El Paso Newspaper Account of the Death of John Wesley Hardin, 1895
The following is an account of the death of notrious gunslinger John Wesley Hardin that appeared in the August, 20th, 1895 edition of the El Paso Herald newspaper of the death of John Wesley Hardin:
THE DEATH OF HARDIN
"Last night between 11 and 12 o'clock San Antonio street was thrown into an intense state of excitement by the sound of four pistol shots that occurred at the Acme saloon. Soon the crowd surged against the door and there, right inside, lay the body of John Wesley Hardin, his blood flowing over the floor and his brains oozing out of a pistol shot wound that had passed through his head. Soon the fact became known that John Selman, constable of Precinct No. 1, had fired the fatal shots that had ended the career of so noted a character as Wes Hardin, by which name he is better known to all old Texans. For several weeks past trouble has been brewing and it has been often heard on the streets that John Wesley Hardin would be the cause of some killing before he left the town.
“Only a short time ago Policeman Selman arrested Mrs. McEose, the mistress of Hardin, and she was tried and convicted of carrying a pistol. This angered Hardin and when he was drinking he often made remarks that showed he was bitter in his feelings towards young John Selman. Selman paid no attention to these remarks, but attended to his duties and said nothing. Lately Hardin had become louder in his abuse and had continually been under the influence of liquor and at such times he was very quarrelsome, even getting along badly with some of his friends. This quarrelsome disposition on his part resulted in his death last night and it is a sad warning to all such parties that the rights of others must be respected and that the day is past when a person having the name of being a bad man can run roughshod over the law and rights of other citizens.
This morning early a Herald reporter started after the facts and found John Selman, the man who fired the fatal shots, and his statement was as follows:
"I met Wes Hardin about 7 o'clock last evening close to the Acme saloon. When we met, Hardin said, "You've got a son that is a bastardly, cowardly son of a b— .'
"I said, "Which one?"
"Hardin said: 'John, the one that is on the police force. He pulled my woman when I was absent and robbed her of $50, which they would not have done if I had been there."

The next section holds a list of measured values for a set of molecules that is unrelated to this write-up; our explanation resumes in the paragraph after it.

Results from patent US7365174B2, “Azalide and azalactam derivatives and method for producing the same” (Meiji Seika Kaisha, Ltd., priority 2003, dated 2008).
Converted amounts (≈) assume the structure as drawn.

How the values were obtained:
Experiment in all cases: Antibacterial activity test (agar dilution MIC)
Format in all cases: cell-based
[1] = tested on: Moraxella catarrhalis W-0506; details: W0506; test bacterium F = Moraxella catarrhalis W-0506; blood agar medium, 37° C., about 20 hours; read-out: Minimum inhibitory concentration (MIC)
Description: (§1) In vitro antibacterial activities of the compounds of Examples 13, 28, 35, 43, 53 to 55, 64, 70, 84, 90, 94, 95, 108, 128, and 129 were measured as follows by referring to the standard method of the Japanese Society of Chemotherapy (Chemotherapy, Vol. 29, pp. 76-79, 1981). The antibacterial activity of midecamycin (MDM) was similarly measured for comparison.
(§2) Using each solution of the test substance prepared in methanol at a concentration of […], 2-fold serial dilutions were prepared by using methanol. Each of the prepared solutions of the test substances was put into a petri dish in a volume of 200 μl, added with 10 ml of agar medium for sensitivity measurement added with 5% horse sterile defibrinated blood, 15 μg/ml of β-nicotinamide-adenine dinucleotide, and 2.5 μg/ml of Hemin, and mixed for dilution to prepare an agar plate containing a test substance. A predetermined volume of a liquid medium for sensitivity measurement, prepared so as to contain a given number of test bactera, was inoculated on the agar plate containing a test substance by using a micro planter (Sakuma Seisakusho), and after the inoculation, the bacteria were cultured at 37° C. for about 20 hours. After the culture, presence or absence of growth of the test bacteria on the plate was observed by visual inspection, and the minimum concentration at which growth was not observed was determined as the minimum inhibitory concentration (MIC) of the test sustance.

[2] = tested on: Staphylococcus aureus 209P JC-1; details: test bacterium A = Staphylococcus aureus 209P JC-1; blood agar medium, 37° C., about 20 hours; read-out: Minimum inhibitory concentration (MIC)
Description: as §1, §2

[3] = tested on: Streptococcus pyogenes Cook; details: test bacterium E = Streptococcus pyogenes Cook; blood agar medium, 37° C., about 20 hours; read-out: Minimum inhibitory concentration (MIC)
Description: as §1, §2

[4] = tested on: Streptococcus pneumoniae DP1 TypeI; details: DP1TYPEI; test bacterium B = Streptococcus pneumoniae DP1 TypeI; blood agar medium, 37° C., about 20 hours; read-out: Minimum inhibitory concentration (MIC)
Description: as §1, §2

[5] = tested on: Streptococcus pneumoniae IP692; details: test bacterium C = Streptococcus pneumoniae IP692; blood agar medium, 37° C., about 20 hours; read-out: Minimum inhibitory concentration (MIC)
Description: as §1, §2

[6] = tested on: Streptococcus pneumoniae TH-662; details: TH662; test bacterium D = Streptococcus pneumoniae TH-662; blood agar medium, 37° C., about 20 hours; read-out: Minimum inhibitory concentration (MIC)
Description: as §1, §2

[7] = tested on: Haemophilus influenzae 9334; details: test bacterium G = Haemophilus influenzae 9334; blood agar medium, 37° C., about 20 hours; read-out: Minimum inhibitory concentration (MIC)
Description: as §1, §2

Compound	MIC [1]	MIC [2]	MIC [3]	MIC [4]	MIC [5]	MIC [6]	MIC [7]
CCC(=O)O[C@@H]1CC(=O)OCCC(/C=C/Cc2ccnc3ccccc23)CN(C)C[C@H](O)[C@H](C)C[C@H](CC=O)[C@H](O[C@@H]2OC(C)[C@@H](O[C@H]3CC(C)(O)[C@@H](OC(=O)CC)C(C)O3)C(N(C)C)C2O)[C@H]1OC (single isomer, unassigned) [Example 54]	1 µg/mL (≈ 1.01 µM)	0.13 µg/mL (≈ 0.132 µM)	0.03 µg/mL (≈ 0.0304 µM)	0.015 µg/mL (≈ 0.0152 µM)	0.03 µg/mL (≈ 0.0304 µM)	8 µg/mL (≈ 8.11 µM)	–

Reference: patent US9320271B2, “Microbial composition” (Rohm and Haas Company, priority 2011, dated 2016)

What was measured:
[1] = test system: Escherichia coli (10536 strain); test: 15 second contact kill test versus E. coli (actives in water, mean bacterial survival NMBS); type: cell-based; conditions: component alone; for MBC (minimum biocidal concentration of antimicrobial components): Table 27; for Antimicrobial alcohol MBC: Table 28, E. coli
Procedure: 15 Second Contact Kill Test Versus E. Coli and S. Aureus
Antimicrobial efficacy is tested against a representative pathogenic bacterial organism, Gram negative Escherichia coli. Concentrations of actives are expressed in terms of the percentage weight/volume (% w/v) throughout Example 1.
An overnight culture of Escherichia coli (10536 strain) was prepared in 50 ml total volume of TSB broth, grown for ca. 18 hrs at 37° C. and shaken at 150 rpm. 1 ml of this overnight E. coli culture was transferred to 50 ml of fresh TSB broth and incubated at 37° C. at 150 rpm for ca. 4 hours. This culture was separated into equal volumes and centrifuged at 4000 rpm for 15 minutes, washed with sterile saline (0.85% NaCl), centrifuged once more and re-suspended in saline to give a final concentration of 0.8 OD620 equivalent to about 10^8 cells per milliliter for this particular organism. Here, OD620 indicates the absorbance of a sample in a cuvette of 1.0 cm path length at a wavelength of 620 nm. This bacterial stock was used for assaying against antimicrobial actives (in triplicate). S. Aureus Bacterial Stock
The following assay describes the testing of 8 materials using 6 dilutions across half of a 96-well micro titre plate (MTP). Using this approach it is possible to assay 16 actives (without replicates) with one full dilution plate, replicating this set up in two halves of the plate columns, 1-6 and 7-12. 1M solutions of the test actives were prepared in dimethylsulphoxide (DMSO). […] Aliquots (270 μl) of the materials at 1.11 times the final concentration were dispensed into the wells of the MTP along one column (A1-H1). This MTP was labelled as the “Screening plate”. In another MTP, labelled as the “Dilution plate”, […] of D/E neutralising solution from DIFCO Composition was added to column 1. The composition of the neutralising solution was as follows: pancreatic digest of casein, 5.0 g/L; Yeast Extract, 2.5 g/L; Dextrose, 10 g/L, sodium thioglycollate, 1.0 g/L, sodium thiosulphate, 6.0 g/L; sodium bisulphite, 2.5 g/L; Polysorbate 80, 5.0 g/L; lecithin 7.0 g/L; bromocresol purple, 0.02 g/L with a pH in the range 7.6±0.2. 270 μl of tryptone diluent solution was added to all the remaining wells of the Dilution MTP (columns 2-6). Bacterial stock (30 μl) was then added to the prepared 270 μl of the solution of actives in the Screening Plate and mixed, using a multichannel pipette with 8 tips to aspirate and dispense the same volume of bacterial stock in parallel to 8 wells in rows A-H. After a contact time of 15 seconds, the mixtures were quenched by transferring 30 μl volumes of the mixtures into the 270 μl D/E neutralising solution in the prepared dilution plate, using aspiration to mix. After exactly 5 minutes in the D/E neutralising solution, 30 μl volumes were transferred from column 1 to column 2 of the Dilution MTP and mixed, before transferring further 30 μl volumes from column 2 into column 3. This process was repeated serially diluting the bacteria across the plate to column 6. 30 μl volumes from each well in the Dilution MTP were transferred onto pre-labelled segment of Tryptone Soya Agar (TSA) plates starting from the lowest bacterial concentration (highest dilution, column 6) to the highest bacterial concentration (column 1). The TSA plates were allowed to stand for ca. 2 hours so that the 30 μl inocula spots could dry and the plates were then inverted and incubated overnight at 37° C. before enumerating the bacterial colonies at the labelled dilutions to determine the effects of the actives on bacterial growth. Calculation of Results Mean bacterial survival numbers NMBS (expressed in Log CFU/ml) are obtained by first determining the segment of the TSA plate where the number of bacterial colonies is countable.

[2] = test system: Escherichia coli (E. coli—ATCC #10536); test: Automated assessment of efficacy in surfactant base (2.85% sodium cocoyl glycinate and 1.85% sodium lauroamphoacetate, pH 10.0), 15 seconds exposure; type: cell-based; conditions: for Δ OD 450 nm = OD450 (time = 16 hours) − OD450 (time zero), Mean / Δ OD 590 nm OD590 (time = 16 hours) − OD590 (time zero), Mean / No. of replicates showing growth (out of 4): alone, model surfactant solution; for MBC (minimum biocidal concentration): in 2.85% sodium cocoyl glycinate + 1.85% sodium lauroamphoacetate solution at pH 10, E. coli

"I said: 'Hardin, there is no man on earth that can talk about my children like that without fighting, you cowardly s — of a b — ."
"Hardin said: 'I am unarmed.'
"I said: 'Go and get your gun. I am armed."
"Then he said, 'I'll go and get a gun and when I meet you I'll meet you smoking and make you pull like a wolf around the block."
"Hardin then went into the saloon and began shaking dice with Henry Brown. I met my son John and Capt. Carr and told them I expected trouble when Hardin came out of the saloon. I told my son all that had occurred, but told him not to have anything to do with it, but to keep on his beat. I also notified Capt. Carr that I expected trouble with Hardin. I then sat down on a beer keg in front of the
Acme saloon and waited for Hardin to come out. I insisted on the police force keeping out of the trouble because it was a personal matter between Hardin and myself. Hardin had insulted me personally.
"About 11 o'clock Mr. E. L. Shackleford came along and met me on the sidewalk. He said: "Hello, what are you doing here?'
'Then Shackleford insisted on me going inside and taking a drink, but I said, 'No, I do not want to go in there as Hardin is in there and I am afraid we will have trouble.' Shackleford then said: 'Come on and take a drink anyhow, but don't get drunk.' Shackleford led me into the saloon by the arm. Hardin and Brown were shaking dice at the end of the bar next to the door. While we were drinking I noticed that Hardin watched me very closely as we went in. When he thought my eye was off him he made a break for his gun in his hip pocket and I immediately pulled my gun and began shooting. I shot him in the head first as I had been informed that he wore a steel breast plate.
As I was about to shoot the second time some one ran againstme and I think I missed him, but the other two shots were at his body and I think I hit him both times. My son then ran in and caught me by the arm and said: 'He is dead. Don't shoot any more.' "I was not drunk at the time, but was crazy mad at the way he had insulted me."
"My son and myself came out of the saloon together and when Justice Howe came I gave my statement to him. My wife was very weak and was prostrated when I got home. I was accompanied home by Deputy Sheriff J. C. Jones. I was not placed in jail, but considered myself under arrest. I am willing to stand any investigation over the matter. I am sorry I had to kill Hardin, but he had threatened mine and my son's life several times and I felt that it had come to that point where either I or he had to die.
(Signed.) JOHN SELMAN.
----- El Paso Herald, August 29, 1895
Beauty is only skin deep but Texas is to the bone.